lunedì 10 luglio 2006

Dural arteriovenous fistula with engorgement of pial vessels and venous hypertension


Figure 1, 2, and 3: The images show engorged pial vessels.
Figure 4, 5, 6 (angio-CT) and 7 (angio-CT reconstruction): Multiple engorged pial vessels are seen throughout.

Diagnosis: Dural arteriovenous fistula with engorgement of pial vessels and venous hypertension

Adult dural arteriovenous fistulas usually present in middle age or older. Dural AVFs represent 10% to 15% of all intracranial vascular malformations. They are arteriovenous shunts located in the dura that usually involve large dural venous sinuses. Arterial supply is usually through meningeal branches of the external carotid, internal carotid, and vertebral arteries. Drainage is via dural venous sinuses or other dural or leptomeningeal channels. They can grow anywhere, but are often found near the skull base.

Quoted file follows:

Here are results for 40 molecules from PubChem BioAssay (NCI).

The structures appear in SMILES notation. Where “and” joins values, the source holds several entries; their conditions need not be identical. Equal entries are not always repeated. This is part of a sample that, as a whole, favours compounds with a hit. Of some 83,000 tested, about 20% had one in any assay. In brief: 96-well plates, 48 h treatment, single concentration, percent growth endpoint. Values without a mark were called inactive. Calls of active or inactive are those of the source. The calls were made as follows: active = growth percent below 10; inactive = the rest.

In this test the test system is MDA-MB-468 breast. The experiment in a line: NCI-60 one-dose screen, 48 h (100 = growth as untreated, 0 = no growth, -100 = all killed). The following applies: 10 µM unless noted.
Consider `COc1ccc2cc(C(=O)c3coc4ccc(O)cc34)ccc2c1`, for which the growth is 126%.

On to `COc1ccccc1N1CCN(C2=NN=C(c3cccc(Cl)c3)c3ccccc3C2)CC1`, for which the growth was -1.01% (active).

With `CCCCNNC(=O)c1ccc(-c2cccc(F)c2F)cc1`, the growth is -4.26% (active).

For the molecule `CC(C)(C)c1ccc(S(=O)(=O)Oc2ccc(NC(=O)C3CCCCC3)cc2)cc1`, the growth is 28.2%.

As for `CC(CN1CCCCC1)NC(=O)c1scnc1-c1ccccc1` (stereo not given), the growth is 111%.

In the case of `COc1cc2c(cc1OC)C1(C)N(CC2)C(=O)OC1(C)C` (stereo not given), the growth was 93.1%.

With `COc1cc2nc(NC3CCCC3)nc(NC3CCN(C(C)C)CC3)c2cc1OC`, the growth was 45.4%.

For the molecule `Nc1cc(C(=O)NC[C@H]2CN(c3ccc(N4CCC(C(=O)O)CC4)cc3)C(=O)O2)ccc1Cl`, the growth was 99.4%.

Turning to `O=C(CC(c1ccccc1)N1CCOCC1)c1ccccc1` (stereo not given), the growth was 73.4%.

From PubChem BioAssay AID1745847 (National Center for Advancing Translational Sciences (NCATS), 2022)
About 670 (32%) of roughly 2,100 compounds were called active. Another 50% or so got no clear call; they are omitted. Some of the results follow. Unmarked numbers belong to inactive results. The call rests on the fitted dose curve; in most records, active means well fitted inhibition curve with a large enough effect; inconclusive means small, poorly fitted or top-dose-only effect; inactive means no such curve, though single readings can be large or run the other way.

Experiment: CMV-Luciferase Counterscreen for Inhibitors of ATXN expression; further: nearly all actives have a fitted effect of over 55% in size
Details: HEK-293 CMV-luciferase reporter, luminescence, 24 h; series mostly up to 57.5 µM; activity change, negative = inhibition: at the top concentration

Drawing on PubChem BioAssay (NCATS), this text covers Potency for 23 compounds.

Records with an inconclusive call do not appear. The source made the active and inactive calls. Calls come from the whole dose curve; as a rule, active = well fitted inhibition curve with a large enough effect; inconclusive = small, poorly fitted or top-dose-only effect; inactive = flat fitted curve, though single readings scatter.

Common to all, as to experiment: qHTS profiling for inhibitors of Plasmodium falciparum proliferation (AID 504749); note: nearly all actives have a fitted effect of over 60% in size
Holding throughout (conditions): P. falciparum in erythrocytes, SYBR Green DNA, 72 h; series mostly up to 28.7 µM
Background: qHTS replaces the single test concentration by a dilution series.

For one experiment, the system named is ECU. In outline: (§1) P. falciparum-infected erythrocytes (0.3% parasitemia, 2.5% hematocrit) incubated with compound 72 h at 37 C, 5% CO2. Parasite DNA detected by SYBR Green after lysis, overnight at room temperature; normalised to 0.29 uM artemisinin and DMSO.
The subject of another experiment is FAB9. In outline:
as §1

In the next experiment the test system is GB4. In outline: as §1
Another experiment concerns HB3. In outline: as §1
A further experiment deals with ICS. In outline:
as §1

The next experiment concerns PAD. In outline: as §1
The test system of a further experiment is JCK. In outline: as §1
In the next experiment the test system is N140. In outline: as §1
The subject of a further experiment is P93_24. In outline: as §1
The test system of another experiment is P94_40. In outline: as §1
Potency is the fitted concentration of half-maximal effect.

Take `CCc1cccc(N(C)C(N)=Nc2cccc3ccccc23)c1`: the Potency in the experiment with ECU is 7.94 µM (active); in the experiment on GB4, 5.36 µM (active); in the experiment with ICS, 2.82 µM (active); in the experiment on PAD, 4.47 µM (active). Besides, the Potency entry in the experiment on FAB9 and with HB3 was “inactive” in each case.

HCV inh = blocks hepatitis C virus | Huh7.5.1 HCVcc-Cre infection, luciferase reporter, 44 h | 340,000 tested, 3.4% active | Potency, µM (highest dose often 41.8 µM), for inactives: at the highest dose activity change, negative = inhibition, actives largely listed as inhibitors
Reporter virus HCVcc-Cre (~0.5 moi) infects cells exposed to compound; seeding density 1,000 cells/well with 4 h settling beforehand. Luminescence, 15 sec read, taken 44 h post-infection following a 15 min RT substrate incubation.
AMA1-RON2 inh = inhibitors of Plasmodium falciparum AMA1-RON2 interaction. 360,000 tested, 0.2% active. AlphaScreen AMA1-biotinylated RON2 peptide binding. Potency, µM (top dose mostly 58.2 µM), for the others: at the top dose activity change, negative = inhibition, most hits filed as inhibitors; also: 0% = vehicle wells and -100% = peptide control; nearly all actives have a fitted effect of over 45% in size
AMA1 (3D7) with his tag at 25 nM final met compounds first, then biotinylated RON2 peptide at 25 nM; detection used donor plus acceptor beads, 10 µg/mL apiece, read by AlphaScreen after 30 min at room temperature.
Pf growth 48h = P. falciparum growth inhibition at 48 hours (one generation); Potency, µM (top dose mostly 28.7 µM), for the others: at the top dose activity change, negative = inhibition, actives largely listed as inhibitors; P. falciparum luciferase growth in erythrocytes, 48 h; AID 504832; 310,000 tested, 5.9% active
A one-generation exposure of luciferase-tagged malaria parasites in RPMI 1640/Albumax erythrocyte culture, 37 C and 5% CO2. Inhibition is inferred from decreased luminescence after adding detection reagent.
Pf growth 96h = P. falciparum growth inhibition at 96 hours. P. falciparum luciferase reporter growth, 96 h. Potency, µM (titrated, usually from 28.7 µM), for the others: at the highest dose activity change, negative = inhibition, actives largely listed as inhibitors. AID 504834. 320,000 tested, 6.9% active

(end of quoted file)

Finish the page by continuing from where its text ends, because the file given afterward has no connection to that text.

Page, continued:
Adult dural AVFs are usually acquired. These can be secondary to trauma, infection, hypercoaguable states, obstructing neoplasm, and vascular disease. Once the draining dural vein is obstructed, neoangiogenesis ensues, leading to the development of microfistulas in the dural venous sinus wall. Transcalvarial channels may develop from an external carotid, internal carotid, or vertebral artery.

Tentorial and dural AVFs associated with retrograde leptomeninegeal venous drainage are considered to be aggressive lesions. These are more prone to hemorrhage, encephalopathy, and neurologic deterioration.

Digital subtraction angiography is the test of choice to pinpoint the dural and transosseous feeding arteries. Treatment options include endovascular obliteration of the dural AVF, surgical resection, and stereotactic radiosurgery.

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